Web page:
When did you start thinking that opera could be a career?

Just a few months after I started taking voice lessons with Laurie. It was my senior year of college. I went to the career center on campus and asked them—completely sincerely—if I could speak to someone about a career in opera. They looked at me as if I were an alien! But when I persisted, they gave me the phone number of Ian Campbell, the general director of the San Diego Opera.

They (and, fortunately, I) had no idea that you don’t just call the general director of the San Diego Opera.

I did not know who Ian was or anything about the San Diego Opera, but I called the number and got him on the phone. I told him I was a student who had just started voice lessons, didn’t know anything about it, and was looking for advice on starting an opera career. Could he talk to me?

Most general directors would never take such a call. But incredibly, Ian said yes and we made an appointment. When we met, he explained the operatic life, the sacrifices, the auditions, the years of being broke, the lack of job security, the nomadic existence. It all sounded pretty good to me, ha! And then he said he’d like to hear me sing at the mainstage auditions in a couple of weeks, just so he could hear my voice and tell me honestly whether or not I had an instrument worth pursuing. I jumped at the chance.

How did the audition go?

I’d only taken lessons for a few months, so it was not anything brilliant. But he told me that I had talent and that if I worked really hard at developing a vocal technique over the next few years, I might be ready for their opera chorus in a couple of years. I took his advice to heart, and decided to keep working at it.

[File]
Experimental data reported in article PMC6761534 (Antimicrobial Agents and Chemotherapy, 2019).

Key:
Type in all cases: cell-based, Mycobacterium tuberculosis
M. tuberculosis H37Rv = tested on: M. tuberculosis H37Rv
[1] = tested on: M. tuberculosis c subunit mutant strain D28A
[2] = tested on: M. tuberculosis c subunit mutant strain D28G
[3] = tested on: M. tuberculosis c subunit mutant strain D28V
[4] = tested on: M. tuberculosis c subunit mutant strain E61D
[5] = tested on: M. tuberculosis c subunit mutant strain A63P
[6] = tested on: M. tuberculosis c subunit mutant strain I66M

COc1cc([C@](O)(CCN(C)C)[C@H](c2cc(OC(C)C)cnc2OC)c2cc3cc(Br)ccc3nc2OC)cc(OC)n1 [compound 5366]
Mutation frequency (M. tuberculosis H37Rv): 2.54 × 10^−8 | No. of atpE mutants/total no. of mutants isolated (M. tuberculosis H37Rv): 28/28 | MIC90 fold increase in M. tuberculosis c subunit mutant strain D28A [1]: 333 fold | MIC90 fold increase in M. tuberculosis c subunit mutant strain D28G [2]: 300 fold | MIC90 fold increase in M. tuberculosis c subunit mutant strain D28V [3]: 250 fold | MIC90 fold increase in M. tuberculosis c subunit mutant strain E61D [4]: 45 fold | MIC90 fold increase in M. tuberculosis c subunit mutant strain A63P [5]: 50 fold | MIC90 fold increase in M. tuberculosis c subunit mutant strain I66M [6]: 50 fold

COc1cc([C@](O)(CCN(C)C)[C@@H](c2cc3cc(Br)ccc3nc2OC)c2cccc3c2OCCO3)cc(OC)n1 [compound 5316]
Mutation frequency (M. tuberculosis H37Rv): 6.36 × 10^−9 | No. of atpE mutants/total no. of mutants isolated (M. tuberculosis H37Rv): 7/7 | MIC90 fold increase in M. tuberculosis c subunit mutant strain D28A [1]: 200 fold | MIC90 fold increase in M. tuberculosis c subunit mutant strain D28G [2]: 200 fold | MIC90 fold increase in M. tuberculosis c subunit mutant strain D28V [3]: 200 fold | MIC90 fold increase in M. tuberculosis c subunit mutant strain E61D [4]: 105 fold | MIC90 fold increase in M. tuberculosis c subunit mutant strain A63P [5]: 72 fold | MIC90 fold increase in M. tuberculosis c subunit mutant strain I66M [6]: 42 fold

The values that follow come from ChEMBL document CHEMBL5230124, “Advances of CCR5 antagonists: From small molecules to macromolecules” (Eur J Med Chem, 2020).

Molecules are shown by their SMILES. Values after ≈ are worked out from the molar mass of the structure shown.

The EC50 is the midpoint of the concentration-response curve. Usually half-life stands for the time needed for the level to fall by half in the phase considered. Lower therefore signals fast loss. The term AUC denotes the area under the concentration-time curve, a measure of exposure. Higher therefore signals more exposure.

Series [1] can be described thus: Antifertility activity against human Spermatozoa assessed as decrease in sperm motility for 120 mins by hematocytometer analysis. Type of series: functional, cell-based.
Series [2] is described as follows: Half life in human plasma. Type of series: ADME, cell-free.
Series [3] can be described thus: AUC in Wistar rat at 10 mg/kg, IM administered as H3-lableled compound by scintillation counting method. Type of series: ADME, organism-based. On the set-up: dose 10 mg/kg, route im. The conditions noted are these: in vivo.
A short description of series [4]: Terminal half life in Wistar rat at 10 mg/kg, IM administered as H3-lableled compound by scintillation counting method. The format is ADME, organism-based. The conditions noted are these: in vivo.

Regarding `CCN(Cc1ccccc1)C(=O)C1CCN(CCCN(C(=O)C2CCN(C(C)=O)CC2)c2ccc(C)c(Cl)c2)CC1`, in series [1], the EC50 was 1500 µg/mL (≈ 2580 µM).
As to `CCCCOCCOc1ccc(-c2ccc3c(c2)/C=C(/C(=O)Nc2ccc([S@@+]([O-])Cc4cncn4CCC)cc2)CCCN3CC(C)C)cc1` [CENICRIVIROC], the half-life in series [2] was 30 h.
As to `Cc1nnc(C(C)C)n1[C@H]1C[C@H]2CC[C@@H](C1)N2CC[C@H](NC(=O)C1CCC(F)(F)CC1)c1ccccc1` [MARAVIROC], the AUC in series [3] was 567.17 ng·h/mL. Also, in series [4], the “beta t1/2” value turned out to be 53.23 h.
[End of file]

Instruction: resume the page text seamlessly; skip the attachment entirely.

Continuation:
A year after that meeting, the San Diego Opera offered me a contract to be part of their chorus.

fcaa927b1ef788b3a1a7447390d2d7a1-2I worked the 9-5 during the day, sang in the evenings at rehearsals, took voice lessons on weekends, did performances (chorus) on the mainstage, and studied in my spare time. I spent as much time at the opera offices as I could, asked questions, sat in on rehearsals, looked at music in their music library. Finally they kind of adopted me, since they couldn’t get rid of me! Two years later, I took the plunge. I quit the day job, and told my parents that I was serious now, and wanted to become an opera singer, and could they help me with voice lessons for the next few years?

How did your parents react?

I come from a family of science-thinkers. My sister’s a veterinarian, and my brother is in his second year of medical school. My father is an engineer and my mother is a math instructor.

Of course they thought I was insane.

But after a lot of back and forth, my parents said, okay, we’ll help you for two years, and if after that, you haven’t made something of yourself, we want you to go back to school and get your master’s degree. I agreed. My parents and I have had many arguments over the years about the operatic life. But now I look back and realize what a leap of faith it must have been for them to agree to help me. Really, it’s amazing that they agreed to help me pursue this. How many parents would do that? In retrospect, I admire them so much and am humbled at how frightening it must have been for them, to agree to their crazy daughter’s even crazier request.

What do they think of your career now?

They flew to Paris last year to see me sing in the Paris Ring Cycle, and sat through five hours of Wagner! If that’s not support then I don’t know what is.

Do you wish that you’d gotten an earlier start on this career?

For a long time I did, but not anymore. My career has unfolded (or, I should say, is unfolding) organically, through a series of serendipitous events linked by a lot of hard work, and I think that my early naiveté actually helped me.

Since I knew so little about opera, I wasn’t afraid, because I didn’t know what to be afraid of.

I had no idea, when I started taking voice lessons, that most opera singers get their start by getting master’s and doctorate degrees in vocal performance. And that there was an entire background of years of study in music history, languages, music theory, vocal techniques, etc., behind those careers. I just studied on my own. I learned conversational French and Italian, and now I’ve sung in eight languages. I took lots of voice lessons, and read as much about opera as I could. I asked lots of questions and looked at everything with wide and inquisitive eyes, and had a real trust that all would be taken care of, if I just worked hard. It’s amazing, how the further you get into a career or knowledge of a field, the more fearful you get. There is something beautiful about the beginner’s ignorance.

How did your career grow from those early years at the San Diego Opera?